Even the apartment we stayed in held true to its original history. While I don’t know the exact age of the building, the walls were clearly original construction, the bathroom  and kitchen seemed to be afterthoughts (presumably because running water and electricity came well after the building was built), and winding staircase leading up to our 2nd floor apartment had marble steps that had been worn down so much over the years that they seemed to bow, and the edges had rounded over, so that we really had to be careful not to slip coming down the stairs.Istanbul506 The shop owners in the area were so proud of their businesses. (This one was my favorite!)Istanbul686 People walked down the area’s pedestrian street, Istiklal Avenue, even early in the morning before most of the shops had opened.Istanbul681Because of the timing of our trip with the beginning of the protests against Turkey’s Prime Minister, we encountered a few peaceful marches. These people made themselves known by chanting and shouting their cause.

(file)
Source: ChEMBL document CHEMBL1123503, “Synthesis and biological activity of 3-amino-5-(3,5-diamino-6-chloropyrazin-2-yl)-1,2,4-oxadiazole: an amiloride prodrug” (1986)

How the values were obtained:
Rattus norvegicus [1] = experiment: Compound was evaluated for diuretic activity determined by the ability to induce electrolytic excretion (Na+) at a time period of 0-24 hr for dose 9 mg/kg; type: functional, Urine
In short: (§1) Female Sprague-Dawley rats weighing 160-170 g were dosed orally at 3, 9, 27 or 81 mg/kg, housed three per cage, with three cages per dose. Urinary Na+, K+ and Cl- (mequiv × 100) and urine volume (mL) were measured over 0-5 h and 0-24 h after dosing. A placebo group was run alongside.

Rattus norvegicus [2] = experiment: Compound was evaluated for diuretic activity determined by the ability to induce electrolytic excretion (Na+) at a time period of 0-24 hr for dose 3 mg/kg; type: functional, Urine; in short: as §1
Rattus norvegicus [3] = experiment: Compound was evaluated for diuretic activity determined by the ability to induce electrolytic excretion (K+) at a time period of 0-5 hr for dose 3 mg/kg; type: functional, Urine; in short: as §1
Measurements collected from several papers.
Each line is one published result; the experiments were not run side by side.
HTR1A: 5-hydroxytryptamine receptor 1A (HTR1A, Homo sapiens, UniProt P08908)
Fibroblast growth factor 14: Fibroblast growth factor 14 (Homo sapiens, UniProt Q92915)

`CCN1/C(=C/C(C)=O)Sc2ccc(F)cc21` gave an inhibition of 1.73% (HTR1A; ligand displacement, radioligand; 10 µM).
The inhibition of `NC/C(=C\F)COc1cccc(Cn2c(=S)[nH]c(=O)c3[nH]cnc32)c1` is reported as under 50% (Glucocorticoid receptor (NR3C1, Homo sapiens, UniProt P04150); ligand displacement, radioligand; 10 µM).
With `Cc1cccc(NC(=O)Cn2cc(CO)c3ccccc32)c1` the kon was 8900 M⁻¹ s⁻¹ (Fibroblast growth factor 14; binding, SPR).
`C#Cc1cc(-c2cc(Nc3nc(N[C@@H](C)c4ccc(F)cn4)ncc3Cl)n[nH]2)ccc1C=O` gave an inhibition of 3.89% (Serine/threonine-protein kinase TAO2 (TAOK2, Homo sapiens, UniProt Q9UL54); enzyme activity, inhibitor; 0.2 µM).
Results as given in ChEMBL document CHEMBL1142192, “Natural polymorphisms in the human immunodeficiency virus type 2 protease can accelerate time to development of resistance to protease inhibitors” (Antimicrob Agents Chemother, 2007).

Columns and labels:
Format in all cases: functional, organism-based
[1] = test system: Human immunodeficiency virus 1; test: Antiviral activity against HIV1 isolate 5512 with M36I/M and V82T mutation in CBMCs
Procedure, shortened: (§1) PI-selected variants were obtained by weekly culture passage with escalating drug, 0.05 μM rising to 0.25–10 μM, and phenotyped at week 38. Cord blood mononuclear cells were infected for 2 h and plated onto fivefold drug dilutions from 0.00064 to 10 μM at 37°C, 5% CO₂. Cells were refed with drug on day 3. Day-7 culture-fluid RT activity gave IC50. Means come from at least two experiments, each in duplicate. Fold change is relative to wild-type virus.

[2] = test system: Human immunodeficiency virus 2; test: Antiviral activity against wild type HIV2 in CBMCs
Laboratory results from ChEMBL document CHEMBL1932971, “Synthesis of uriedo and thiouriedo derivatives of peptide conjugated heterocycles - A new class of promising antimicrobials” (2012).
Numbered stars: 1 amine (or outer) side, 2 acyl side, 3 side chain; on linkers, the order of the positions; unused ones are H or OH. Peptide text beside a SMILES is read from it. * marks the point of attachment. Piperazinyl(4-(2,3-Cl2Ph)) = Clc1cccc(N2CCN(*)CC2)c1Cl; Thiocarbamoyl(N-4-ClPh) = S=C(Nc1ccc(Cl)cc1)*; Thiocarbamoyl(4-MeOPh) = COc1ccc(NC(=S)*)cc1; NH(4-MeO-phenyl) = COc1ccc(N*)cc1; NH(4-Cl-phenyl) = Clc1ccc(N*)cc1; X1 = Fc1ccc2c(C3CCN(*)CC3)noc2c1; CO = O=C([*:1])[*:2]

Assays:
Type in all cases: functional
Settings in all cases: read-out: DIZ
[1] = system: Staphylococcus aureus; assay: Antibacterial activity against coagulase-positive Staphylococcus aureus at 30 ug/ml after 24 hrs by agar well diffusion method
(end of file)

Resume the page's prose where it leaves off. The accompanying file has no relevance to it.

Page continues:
Istanbul035 This one held us up for about 20 minutes on our way to the airport as we were leaving Istanbul. This was the day after they had received union support, and another 240,000 people for their cause. These were happening all over the city that day.Istanbul690 Istanbul692And the views of Istanbul were dreamlike in the evenings. There was a whole level of activity that started aorund the city once the sun went down. And with the glow of the lit-up mosques and the sounds of the call to prayer, it was somehow peaceful, even among such a crowded, bustling city.